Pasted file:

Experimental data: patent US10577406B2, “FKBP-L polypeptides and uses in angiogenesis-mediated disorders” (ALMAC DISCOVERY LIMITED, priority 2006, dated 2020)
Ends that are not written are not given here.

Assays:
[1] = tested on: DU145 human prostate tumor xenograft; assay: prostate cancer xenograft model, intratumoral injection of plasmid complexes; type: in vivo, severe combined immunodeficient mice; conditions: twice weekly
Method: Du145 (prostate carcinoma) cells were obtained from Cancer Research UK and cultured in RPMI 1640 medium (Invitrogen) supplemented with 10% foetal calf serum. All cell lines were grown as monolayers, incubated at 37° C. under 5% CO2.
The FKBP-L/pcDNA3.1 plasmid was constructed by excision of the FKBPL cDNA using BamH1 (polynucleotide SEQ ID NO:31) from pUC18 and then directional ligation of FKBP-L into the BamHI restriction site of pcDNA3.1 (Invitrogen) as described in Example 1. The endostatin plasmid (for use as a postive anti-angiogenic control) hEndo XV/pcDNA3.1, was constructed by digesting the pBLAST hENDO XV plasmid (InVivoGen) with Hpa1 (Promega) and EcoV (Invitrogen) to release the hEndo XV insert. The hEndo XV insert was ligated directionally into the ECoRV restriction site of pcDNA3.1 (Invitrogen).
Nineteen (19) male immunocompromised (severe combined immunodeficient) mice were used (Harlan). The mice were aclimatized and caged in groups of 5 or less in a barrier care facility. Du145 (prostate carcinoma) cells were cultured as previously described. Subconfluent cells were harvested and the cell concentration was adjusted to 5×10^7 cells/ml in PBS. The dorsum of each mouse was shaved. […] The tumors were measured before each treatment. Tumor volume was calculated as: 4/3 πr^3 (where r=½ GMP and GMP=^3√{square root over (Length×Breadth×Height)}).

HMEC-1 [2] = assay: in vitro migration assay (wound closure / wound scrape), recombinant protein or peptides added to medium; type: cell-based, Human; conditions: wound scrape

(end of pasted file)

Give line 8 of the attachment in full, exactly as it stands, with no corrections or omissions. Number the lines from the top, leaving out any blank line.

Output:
HMEC-1 [2] = assay: in vitro migration assay (wound closure / wound scrape), recombinant protein or peptides added to medium; type: cell-based, Human; conditions: wound scrape